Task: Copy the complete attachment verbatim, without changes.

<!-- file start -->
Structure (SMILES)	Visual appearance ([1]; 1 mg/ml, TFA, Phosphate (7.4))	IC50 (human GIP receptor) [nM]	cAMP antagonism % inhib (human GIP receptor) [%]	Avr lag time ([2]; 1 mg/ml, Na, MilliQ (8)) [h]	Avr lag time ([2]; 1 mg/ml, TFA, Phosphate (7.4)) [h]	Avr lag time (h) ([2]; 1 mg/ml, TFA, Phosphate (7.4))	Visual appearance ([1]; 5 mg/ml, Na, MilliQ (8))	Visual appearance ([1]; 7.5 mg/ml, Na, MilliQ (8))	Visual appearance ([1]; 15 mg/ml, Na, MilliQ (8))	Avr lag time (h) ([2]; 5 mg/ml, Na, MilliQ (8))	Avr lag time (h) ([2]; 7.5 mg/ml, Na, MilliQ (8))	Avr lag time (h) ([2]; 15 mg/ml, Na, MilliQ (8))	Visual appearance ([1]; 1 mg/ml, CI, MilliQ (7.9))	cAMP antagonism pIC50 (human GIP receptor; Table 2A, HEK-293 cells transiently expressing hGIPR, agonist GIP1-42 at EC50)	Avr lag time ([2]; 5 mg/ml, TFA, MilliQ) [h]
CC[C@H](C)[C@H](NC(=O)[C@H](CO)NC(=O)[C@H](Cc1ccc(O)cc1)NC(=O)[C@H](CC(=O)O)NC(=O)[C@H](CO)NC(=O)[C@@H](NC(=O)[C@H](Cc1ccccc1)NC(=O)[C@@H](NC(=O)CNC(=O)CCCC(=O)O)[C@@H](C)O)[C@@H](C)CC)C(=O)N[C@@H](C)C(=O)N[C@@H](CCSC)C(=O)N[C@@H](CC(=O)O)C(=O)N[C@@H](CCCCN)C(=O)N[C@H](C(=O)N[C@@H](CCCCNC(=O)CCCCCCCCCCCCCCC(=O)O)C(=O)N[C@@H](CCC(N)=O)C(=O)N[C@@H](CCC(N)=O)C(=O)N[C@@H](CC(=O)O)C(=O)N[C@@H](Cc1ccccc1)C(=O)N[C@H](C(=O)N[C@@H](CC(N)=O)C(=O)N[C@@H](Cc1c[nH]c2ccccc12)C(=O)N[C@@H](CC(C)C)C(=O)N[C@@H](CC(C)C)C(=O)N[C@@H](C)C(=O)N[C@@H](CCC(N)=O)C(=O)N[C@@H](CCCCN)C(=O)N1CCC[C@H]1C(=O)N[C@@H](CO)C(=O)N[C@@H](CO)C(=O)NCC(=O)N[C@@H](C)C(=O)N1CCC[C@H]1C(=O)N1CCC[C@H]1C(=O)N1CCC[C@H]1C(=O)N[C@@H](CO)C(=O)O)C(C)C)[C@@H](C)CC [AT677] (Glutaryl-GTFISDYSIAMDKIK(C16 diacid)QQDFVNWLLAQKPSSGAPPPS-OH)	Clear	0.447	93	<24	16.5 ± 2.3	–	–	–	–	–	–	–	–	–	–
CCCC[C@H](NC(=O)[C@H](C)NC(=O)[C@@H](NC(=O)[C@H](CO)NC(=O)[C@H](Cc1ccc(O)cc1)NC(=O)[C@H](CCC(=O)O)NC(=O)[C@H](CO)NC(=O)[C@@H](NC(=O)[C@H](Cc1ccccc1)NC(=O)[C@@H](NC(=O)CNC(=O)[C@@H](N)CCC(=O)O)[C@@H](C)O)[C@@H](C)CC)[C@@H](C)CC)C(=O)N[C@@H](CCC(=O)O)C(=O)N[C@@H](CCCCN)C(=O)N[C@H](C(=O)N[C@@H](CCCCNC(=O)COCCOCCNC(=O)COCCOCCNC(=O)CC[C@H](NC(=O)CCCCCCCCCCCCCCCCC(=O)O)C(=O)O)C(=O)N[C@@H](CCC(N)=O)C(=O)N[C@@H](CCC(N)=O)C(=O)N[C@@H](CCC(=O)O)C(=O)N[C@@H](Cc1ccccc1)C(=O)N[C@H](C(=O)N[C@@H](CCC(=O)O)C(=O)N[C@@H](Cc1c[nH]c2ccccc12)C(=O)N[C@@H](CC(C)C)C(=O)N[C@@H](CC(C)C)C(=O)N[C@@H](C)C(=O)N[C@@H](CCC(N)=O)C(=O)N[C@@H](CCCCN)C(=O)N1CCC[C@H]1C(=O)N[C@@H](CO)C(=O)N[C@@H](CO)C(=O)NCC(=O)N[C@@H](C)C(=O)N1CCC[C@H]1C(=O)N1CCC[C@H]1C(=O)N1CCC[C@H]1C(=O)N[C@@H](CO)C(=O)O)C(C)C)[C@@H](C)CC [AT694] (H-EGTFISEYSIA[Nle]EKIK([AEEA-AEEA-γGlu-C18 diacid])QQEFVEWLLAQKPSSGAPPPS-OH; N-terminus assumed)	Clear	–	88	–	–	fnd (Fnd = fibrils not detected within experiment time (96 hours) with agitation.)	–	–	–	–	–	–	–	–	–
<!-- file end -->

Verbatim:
Structure (SMILES)	Visual appearance ([1]; 1 mg/ml, TFA, Phosphate (7.4))	IC50 (human GIP receptor) [nM]	cAMP antagonism % inhib (human GIP receptor) [%]	Avr lag time ([2]; 1 mg/ml, Na, MilliQ (8)) [h]	Avr lag time ([2]; 1 mg/ml, TFA, Phosphate (7.4)) [h]	Avr lag time (h) ([2]; 1 mg/ml, TFA, Phosphate (7.4))	Visual appearance ([1]; 5 mg/ml, Na, MilliQ (8))	Visual appearance ([1]; 7.5 mg/ml, Na, MilliQ (8))	Visual appearance ([1]; 15 mg/ml, Na, MilliQ (8))	Avr lag time (h) ([2]; 5 mg/ml, Na, MilliQ (8))	Avr lag time (h) ([2]; 7.5 mg/ml, Na, MilliQ (8))	Avr lag time (h) ([2]; 15 mg/ml, Na, MilliQ (8))	Visual appearance ([1]; 1 mg/ml, CI, MilliQ (7.9))	cAMP antagonism pIC50 (human GIP receptor; Table 2A, HEK-293 cells transiently expressing hGIPR, agonist GIP1-42 at EC50)	Avr lag time ([2]; 5 mg/ml, TFA, MilliQ) [h]
CC[C@H](C)[C@H](NC(=O)[C@H](CO)NC(=O)[C@H](Cc1ccc(O)cc1)NC(=O)[C@H](CC(=O)O)NC(=O)[C@H](CO)NC(=O)[C@@H](NC(=O)[C@H](Cc1ccccc1)NC(=O)[C@@H](NC(=O)CNC(=O)CCCC(=O)O)[C@@H](C)O)[C@@H](C)CC)C(=O)N[C@@H](C)C(=O)N[C@@H](CCSC)C(=O)N[C@@H](CC(=O)O)C(=O)N[C@@H](CCCCN)C(=O)N[C@H](C(=O)N[C@@H](CCCCNC(=O)CCCCCCCCCCCCCCC(=O)O)C(=O)N[C@@H](CCC(N)=O)C(=O)N[C@@H](CCC(N)=O)C(=O)N[C@@H](CC(=O)O)C(=O)N[C@@H](Cc1ccccc1)C(=O)N[C@H](C(=O)N[C@@H](CC(N)=O)C(=O)N[C@@H](Cc1c[nH]c2ccccc12)C(=O)N[C@@H](CC(C)C)C(=O)N[C@@H](CC(C)C)C(=O)N[C@@H](C)C(=O)N[C@@H](CCC(N)=O)C(=O)N[C@@H](CCCCN)C(=O)N1CCC[C@H]1C(=O)N[C@@H](CO)C(=O)N[C@@H](CO)C(=O)NCC(=O)N[C@@H](C)C(=O)N1CCC[C@H]1C(=O)N1CCC[C@H]1C(=O)N1CCC[C@H]1C(=O)N[C@@H](CO)C(=O)O)C(C)C)[C@@H](C)CC [AT677] (Glutaryl-GTFISDYSIAMDKIK(C16 diacid)QQDFVNWLLAQKPSSGAPPPS-OH)	Clear	0.447	93	<24	16.5 ± 2.3	–	–	–	–	–	–	–	–	–	–
CCCC[C@H](NC(=O)[C@H](C)NC(=O)[C@@H](NC(=O)[C@H](CO)NC(=O)[C@H](Cc1ccc(O)cc1)NC(=O)[C@H](CCC(=O)O)NC(=O)[C@H](CO)NC(=O)[C@@H](NC(=O)[C@H](Cc1ccccc1)NC(=O)[C@@H](NC(=O)CNC(=O)[C@@H](N)CCC(=O)O)[C@@H](C)O)[C@@H](C)CC)[C@@H](C)CC)C(=O)N[C@@H](CCC(=O)O)C(=O)N[C@@H](CCCCN)C(=O)N[C@H](C(=O)N[C@@H](CCCCNC(=O)COCCOCCNC(=O)COCCOCCNC(=O)CC[C@H](NC(=O)CCCCCCCCCCCCCCCCC(=O)O)C(=O)O)C(=O)N[C@@H](CCC(N)=O)C(=O)N[C@@H](CCC(N)=O)C(=O)N[C@@H](CCC(=O)O)C(=O)N[C@@H](Cc1ccccc1)C(=O)N[C@H](C(=O)N[C@@H](CCC(=O)O)C(=O)N[C@@H](Cc1c[nH]c2ccccc12)C(=O)N[C@@H](CC(C)C)C(=O)N[C@@H](CC(C)C)C(=O)N[C@@H](C)C(=O)N[C@@H](CCC(N)=O)C(=O)N[C@@H](CCCCN)C(=O)N1CCC[C@H]1C(=O)N[C@@H](CO)C(=O)N[C@@H](CO)C(=O)NCC(=O)N[C@@H](C)C(=O)N1CCC[C@H]1C(=O)N1CCC[C@H]1C(=O)N1CCC[C@H]1C(=O)N[C@@H](CO)C(=O)O)C(C)C)[C@@H](C)CC [AT694] (H-EGTFISEYSIA[Nle]EKIK([AEEA-AEEA-γGlu-C18 diacid])QQEFVEWLLAQKPSSGAPPPS-OH; N-terminus assumed)	Clear	–	88	–	–	fnd (Fnd = fibrils not detected within experiment time (96 hours) with agitation.)	–	–	–	–	–	–	–	–	–